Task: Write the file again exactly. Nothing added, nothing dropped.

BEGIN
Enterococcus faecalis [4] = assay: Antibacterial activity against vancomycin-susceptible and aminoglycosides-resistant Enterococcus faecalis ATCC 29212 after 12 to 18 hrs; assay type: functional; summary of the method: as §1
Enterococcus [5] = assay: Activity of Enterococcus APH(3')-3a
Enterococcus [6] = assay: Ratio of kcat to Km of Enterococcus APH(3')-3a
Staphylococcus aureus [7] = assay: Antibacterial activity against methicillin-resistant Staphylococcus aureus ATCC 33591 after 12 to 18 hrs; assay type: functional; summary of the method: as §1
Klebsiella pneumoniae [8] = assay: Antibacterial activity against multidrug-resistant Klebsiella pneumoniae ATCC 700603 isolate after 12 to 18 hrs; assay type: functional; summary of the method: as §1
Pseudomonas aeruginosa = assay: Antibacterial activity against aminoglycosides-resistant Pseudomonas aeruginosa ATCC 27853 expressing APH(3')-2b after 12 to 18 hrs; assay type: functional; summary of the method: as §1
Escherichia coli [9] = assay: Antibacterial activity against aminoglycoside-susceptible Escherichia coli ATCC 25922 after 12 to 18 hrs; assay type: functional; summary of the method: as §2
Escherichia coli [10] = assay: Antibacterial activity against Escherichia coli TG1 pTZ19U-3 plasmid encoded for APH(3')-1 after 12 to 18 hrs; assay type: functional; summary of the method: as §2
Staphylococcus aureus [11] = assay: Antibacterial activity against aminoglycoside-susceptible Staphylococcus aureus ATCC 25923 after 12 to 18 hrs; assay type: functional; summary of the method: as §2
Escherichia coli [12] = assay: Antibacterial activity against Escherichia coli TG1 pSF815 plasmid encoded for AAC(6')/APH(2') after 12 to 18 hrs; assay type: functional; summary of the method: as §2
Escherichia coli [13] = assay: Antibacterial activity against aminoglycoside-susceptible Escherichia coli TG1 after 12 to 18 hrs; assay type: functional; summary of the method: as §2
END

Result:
Enterococcus faecalis [4] = assay: Antibacterial activity against vancomycin-susceptible and aminoglycosides-resistant Enterococcus faecalis ATCC 29212 after 12 to 18 hrs; assay type: functional; summary of the method: as §1
Enterococcus [5] = assay: Activity of Enterococcus APH(3')-3a
Enterococcus [6] = assay: Ratio of kcat to Km of Enterococcus APH(3')-3a
Staphylococcus aureus [7] = assay: Antibacterial activity against methicillin-resistant Staphylococcus aureus ATCC 33591 after 12 to 18 hrs; assay type: functional; summary of the method: as §1
Klebsiella pneumoniae [8] = assay: Antibacterial activity against multidrug-resistant Klebsiella pneumoniae ATCC 700603 isolate after 12 to 18 hrs; assay type: functional; summary of the method: as §1
Pseudomonas aeruginosa = assay: Antibacterial activity against aminoglycosides-resistant Pseudomonas aeruginosa ATCC 27853 expressing APH(3')-2b after 12 to 18 hrs; assay type: functional; summary of the method: as §1
Escherichia coli [9] = assay: Antibacterial activity against aminoglycoside-susceptible Escherichia coli ATCC 25922 after 12 to 18 hrs; assay type: functional; summary of the method: as §2
Escherichia coli [10] = assay: Antibacterial activity against Escherichia coli TG1 pTZ19U-3 plasmid encoded for APH(3')-1 after 12 to 18 hrs; assay type: functional; summary of the method: as §2
Staphylococcus aureus [11] = assay: Antibacterial activity against aminoglycoside-susceptible Staphylococcus aureus ATCC 25923 after 12 to 18 hrs; assay type: functional; summary of the method: as §2
Escherichia coli [12] = assay: Antibacterial activity against Escherichia coli TG1 pSF815 plasmid encoded for AAC(6')/APH(2') after 12 to 18 hrs; assay type: functional; summary of the method: as §2
Escherichia coli [13] = assay: Antibacterial activity against aminoglycoside-susceptible Escherichia coli TG1 after 12 to 18 hrs; assay type: functional; summary of the method: as §2